There were five in one night, one rat, two mice and two birds.
There were five in one night, one rat, two mice and two birds.
Our friend Robert's liver suddenly failed due to Wilson's Disease, and while he was the successful and grateful recipient of a donor liver, (thank you donor's family from the bottom of my heart), his kidney function never came back. And that's where Laurel came in, offering him one of hers.
Despite Laurel's altruistic motives, the kidney gods were reluctant to cooperate. Three surgery dates were scheduled, and three planned surgeries were wisely but disappointingly called off, sometimes as late as the day before, each because the various organs' antibodies couldn't get along. Three trips from Nevada to California for pre-op tests. Three trips from Iowa to California for Laurels' parents. Plasmapharesis. Chemo. And of course, dialysis. Endless hours of dialysis.
(So what I'm saying here is, if you were planning to sell a kidney on eBay to buy, say, a George Smith sofa or some de Gournay wallpaper, you might want to rethink that plan. It's just not that easy.)
I'm happy to report that Laurel finally divested herself of her not-absolutely-necessary and yet not-exactly-extraneous organ Friday morning, and now the kidney of my very small friend with a very large heart and excellent taste in furniture, even in college, is cleansing the blood of my very tall and equally big-hearted friend, Robert.
In other life-affirming news, Ewan McGregor continues to be hot.
I can't wait to see Beginners.
Like everyone who read the April issue of Elle Decor, I fell completely in love with Sid Bergamin's covered patio filled with vintage rattan. The curved back on the sofa and the striped upholstery kill me. They are stunning. For my own patio, I'd like something like this but with black and white ticking and a hot pink coffee table.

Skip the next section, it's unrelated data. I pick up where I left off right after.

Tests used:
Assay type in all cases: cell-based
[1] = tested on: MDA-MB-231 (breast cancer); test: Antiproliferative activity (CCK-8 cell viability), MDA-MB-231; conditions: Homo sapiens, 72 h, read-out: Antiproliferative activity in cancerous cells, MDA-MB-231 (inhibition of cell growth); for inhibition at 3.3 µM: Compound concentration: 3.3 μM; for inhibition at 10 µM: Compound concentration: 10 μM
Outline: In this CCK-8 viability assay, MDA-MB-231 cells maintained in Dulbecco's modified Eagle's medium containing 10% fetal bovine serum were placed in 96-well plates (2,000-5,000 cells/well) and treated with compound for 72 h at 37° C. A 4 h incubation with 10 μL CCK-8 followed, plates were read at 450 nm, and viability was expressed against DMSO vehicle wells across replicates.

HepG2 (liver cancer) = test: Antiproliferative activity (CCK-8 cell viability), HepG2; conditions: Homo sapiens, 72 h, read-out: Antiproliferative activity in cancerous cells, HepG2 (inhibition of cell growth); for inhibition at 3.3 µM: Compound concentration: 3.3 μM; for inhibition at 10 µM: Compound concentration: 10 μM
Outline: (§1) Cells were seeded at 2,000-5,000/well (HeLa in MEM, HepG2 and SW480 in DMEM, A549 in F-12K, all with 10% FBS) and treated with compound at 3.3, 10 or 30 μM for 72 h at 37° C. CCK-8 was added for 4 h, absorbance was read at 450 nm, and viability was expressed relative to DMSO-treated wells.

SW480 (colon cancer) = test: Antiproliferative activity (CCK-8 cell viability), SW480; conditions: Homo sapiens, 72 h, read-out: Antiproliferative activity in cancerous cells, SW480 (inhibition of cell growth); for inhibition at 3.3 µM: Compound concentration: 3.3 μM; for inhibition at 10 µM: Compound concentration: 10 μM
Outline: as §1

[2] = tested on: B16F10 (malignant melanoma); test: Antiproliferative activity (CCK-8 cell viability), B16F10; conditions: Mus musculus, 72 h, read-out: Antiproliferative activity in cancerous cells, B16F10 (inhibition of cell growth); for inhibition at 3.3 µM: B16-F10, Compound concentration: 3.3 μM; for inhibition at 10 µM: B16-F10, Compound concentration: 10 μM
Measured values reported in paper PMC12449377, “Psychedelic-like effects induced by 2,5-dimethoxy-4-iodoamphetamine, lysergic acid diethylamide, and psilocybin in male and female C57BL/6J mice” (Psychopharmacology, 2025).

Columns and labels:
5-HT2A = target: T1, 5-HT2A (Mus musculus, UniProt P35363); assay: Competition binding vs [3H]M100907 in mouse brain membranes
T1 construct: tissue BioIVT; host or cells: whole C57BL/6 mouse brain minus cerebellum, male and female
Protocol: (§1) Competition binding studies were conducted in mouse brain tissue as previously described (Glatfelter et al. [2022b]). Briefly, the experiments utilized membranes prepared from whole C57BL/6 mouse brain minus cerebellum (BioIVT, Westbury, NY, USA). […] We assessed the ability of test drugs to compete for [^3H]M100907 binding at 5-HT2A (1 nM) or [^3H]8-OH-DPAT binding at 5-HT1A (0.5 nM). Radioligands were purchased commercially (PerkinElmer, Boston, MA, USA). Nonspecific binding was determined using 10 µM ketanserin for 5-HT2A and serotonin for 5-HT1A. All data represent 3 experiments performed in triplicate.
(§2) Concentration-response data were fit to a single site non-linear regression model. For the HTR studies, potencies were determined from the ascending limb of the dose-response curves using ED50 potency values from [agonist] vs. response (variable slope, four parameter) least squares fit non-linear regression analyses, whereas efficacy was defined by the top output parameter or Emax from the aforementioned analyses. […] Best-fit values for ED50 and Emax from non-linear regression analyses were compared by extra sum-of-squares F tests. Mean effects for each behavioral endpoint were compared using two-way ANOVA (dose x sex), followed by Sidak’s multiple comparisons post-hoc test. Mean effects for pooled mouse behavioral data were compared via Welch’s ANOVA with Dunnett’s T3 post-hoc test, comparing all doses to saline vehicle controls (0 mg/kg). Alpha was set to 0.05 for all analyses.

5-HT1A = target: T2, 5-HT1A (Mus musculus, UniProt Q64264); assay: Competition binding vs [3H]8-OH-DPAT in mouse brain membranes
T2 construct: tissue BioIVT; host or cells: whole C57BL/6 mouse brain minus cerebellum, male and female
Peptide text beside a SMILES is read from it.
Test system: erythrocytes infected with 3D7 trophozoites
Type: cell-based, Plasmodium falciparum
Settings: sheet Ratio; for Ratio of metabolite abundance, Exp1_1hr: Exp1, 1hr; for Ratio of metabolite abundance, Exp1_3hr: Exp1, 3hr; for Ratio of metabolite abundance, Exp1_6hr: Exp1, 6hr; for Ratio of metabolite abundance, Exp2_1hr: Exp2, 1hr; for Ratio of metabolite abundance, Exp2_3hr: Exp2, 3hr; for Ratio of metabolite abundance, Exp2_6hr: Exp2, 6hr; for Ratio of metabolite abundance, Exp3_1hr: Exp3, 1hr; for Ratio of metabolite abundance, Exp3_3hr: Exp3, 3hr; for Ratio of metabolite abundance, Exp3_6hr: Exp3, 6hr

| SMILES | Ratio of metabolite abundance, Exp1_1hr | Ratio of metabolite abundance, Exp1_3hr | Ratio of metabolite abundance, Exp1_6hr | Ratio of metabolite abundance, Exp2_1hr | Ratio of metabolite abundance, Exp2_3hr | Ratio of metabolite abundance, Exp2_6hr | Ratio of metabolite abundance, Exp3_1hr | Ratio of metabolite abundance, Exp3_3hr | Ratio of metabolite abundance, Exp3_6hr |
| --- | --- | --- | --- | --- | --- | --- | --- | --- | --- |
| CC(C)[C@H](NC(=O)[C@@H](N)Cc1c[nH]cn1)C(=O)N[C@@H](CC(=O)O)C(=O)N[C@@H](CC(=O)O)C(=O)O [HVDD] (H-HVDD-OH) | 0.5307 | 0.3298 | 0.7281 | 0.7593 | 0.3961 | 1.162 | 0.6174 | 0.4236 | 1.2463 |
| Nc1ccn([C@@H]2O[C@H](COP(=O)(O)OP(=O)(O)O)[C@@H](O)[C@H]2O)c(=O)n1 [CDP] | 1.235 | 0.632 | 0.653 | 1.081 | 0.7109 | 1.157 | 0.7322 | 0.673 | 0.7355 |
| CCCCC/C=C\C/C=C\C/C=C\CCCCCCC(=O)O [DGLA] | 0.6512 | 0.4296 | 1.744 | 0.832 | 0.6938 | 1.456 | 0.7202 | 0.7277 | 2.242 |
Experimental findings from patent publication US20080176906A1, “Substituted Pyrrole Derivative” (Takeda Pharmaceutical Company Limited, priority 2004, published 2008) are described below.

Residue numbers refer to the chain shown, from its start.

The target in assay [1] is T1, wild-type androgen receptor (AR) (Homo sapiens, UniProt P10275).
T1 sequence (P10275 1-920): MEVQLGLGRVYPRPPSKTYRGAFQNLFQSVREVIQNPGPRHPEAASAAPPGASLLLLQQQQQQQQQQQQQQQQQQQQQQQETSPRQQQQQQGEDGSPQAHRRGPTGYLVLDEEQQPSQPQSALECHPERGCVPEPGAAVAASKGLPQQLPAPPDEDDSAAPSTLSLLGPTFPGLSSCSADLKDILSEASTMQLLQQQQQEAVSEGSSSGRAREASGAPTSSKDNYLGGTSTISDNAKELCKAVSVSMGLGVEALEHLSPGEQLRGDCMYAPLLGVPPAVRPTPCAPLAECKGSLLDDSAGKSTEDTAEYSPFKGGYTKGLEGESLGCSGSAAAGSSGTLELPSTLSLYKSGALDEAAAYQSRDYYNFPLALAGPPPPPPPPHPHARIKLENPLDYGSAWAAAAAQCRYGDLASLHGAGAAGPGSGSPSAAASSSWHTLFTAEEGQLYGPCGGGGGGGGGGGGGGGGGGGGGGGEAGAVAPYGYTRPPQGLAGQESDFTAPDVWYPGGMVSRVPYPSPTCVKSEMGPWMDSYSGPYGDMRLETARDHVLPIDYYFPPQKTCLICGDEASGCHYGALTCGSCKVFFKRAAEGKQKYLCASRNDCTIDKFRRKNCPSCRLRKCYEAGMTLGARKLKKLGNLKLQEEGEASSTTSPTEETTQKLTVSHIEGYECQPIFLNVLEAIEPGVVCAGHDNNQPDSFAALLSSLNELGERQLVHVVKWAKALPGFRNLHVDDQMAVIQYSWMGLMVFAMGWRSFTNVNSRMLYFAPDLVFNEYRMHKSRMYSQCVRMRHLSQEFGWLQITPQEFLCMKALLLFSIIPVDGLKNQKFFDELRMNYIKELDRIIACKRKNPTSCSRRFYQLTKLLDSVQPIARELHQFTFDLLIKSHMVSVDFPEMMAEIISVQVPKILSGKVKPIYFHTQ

The orange cushions on this give it a completely different feel--much funkier and modern.
Photo: House Beautiful
The clean, simple lines, white paint and neutral upholstery make this set feel very traditional.
And the white upholstery on this is completely serene. I love it, but I don't think I could ever exercise this kind of restraint in my own home.
Maine Cottage Furniture does a great job of reinterpreting vintage styles, and it comes in tons of crazy, beautiful paint colors with coordinating upholstery fabrics. Their new site is scheduled to go live on July 1st and I can't wait. In the meantime, they have a great online catalog you can browse through.
Maybe it's because rattan screams beach house and San Diego is a coastal town, but CraigList San Diego has tons of great project pieces--everything from full vintage living room sets to an amazing McGuire mirror and Palecek side chair.
This sofa and matching arm chair are $35o. I'd ask them to throw in the coffee table.
This loveseat and chair have much simpler lines, but for $59, who really cares? $59. I double-checked.
One spectacular side chair to make any home feel like a summer home. This one just sold, but I'm including the pic anyway so you can see what you missed out on.
Four funky dining chairs pulled up to an outdoor table will set you back $125. These are crying out for upholstery in a China Seas print.